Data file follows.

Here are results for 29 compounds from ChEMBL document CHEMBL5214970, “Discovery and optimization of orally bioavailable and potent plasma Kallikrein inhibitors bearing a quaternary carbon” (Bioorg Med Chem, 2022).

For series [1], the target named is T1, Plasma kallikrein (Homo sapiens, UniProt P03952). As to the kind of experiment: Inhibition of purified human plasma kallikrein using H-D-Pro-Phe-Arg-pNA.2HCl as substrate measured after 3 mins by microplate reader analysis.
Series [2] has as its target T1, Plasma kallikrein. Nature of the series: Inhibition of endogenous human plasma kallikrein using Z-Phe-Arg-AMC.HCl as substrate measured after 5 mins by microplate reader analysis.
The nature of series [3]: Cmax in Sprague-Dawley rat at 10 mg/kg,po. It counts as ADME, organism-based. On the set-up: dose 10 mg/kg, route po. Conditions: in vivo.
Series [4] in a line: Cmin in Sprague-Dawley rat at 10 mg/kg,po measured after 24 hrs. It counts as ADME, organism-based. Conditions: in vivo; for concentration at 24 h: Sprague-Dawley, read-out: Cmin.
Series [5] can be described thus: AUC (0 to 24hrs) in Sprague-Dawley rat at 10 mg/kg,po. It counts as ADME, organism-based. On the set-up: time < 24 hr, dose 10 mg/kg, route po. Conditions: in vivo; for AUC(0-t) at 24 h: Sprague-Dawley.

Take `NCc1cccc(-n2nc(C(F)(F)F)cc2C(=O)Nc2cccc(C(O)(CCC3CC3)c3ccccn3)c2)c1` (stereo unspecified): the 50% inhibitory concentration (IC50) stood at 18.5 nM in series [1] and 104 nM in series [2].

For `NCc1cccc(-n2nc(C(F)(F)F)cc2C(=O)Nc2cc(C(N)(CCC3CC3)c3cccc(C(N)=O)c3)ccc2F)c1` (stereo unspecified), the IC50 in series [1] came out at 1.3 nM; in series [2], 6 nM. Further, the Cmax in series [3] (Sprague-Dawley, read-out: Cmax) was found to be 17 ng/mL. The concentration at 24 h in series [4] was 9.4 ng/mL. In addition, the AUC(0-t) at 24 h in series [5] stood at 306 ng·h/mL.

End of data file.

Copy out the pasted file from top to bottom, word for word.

Here are results for 29 compounds from ChEMBL document CHEMBL5214970, “Discovery and optimization of orally bioavailable and potent plasma Kallikrein inhibitors bearing a quaternary carbon” (Bioorg Med Chem, 2022).

For series [1], the target named is T1, Plasma kallikrein (Homo sapiens, UniProt P03952). As to the kind of experiment: Inhibition of purified human plasma kallikrein using H-D-Pro-Phe-Arg-pNA.2HCl as substrate measured after 3 mins by microplate reader analysis.
Series [2] has as its target T1, Plasma kallikrein. Nature of the series: Inhibition of endogenous human plasma kallikrein using Z-Phe-Arg-AMC.HCl as substrate measured after 5 mins by microplate reader analysis.
The nature of series [3]: Cmax in Sprague-Dawley rat at 10 mg/kg,po. It counts as ADME, organism-based. On the set-up: dose 10 mg/kg, route po. Conditions: in vivo.
Series [4] in a line: Cmin in Sprague-Dawley rat at 10 mg/kg,po measured after 24 hrs. It counts as ADME, organism-based. Conditions: in vivo; for concentration at 24 h: Sprague-Dawley, read-out: Cmin.
Series [5] can be described thus: AUC (0 to 24hrs) in Sprague-Dawley rat at 10 mg/kg,po. It counts as ADME, organism-based. On the set-up: time < 24 hr, dose 10 mg/kg, route po. Conditions: in vivo; for AUC(0-t) at 24 h: Sprague-Dawley.

Take `NCc1cccc(-n2nc(C(F)(F)F)cc2C(=O)Nc2cccc(C(O)(CCC3CC3)c3ccccn3)c2)c1` (stereo unspecified): the 50% inhibitory concentration (IC50) stood at 18.5 nM in series [1] and 104 nM in series [2].

For `NCc1cccc(-n2nc(C(F)(F)F)cc2C(=O)Nc2cc(C(N)(CCC3CC3)c3cccc(C(N)=O)c3)ccc2F)c1` (stereo unspecified), the IC50 in series [1] came out at 1.3 nM; in series [2], 6 nM. Further, the Cmax in series [3] (Sprague-Dawley, read-out: Cmax) was found to be 17 ng/mL. The concentration at 24 h in series [4] was 9.4 ng/mL. In addition, the AUC(0-t) at 24 h in series [5] stood at 306 ng·h/mL.